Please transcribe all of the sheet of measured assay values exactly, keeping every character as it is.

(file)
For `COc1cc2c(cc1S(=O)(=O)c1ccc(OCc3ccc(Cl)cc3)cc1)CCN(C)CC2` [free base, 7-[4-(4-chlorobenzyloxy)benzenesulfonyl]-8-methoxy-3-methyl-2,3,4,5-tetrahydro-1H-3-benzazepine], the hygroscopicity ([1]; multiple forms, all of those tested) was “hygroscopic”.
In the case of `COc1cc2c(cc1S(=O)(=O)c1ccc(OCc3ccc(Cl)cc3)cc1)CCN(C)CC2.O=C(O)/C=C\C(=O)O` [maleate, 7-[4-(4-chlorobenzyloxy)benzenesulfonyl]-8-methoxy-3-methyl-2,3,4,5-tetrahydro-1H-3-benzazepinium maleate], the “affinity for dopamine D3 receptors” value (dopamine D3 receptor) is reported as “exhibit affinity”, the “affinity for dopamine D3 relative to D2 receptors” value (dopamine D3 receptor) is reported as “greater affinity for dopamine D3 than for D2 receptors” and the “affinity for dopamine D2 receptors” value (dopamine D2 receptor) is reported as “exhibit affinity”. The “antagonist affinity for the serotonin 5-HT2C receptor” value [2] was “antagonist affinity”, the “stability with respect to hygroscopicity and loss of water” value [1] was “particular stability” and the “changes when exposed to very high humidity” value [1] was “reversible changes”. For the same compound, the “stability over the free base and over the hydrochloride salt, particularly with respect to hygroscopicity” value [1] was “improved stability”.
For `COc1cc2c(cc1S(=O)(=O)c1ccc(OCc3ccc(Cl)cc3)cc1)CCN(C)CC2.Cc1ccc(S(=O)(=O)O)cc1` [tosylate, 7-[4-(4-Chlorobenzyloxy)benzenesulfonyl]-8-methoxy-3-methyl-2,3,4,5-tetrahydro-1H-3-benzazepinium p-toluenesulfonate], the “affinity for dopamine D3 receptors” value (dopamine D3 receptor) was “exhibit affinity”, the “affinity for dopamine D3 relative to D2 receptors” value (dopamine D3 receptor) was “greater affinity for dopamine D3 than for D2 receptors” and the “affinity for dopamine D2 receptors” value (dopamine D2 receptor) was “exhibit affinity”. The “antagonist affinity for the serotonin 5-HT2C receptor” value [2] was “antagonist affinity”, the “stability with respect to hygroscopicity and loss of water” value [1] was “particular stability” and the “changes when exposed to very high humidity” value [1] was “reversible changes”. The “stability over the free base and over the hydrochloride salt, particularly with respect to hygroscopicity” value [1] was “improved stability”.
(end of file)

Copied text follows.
For `COc1cc2c(cc1S(=O)(=O)c1ccc(OCc3ccc(Cl)cc3)cc1)CCN(C)CC2` [free base, 7-[4-(4-chlorobenzyloxy)benzenesulfonyl]-8-methoxy-3-methyl-2,3,4,5-tetrahydro-1H-3-benzazepine], the hygroscopicity ([1]; multiple forms, all of those tested) was “hygroscopic”.
In the case of `COc1cc2c(cc1S(=O)(=O)c1ccc(OCc3ccc(Cl)cc3)cc1)CCN(C)CC2.O=C(O)/C=C\C(=O)O` [maleate, 7-[4-(4-chlorobenzyloxy)benzenesulfonyl]-8-methoxy-3-methyl-2,3,4,5-tetrahydro-1H-3-benzazepinium maleate], the “affinity for dopamine D3 receptors” value (dopamine D3 receptor) is reported as “exhibit affinity”, the “affinity for dopamine D3 relative to D2 receptors” value (dopamine D3 receptor) is reported as “greater affinity for dopamine D3 than for D2 receptors” and the “affinity for dopamine D2 receptors” value (dopamine D2 receptor) is reported as “exhibit affinity”. The “antagonist affinity for the serotonin 5-HT2C receptor” value [2] was “antagonist affinity”, the “stability with respect to hygroscopicity and loss of water” value [1] was “particular stability” and the “changes when exposed to very high humidity” value [1] was “reversible changes”. For the same compound, the “stability over the free base and over the hydrochloride salt, particularly with respect to hygroscopicity” value [1] was “improved stability”.
For `COc1cc2c(cc1S(=O)(=O)c1ccc(OCc3ccc(Cl)cc3)cc1)CCN(C)CC2.Cc1ccc(S(=O)(=O)O)cc1` [tosylate, 7-[4-(4-Chlorobenzyloxy)benzenesulfonyl]-8-methoxy-3-methyl-2,3,4,5-tetrahydro-1H-3-benzazepinium p-toluenesulfonate], the “affinity for dopamine D3 receptors” value (dopamine D3 receptor) was “exhibit affinity”, the “affinity for dopamine D3 relative to D2 receptors” value (dopamine D3 receptor) was “greater affinity for dopamine D3 than for D2 receptors” and the “affinity for dopamine D2 receptors” value (dopamine D2 receptor) was “exhibit affinity”. The “antagonist affinity for the serotonin 5-HT2C receptor” value [2] was “antagonist affinity”, the “stability with respect to hygroscopicity and loss of water” value [1] was “particular stability” and the “changes when exposed to very high humidity” value [1] was “reversible changes”. The “stability over the free base and over the hydrochloride salt, particularly with respect to hygroscopicity” value [1] was “improved stability”.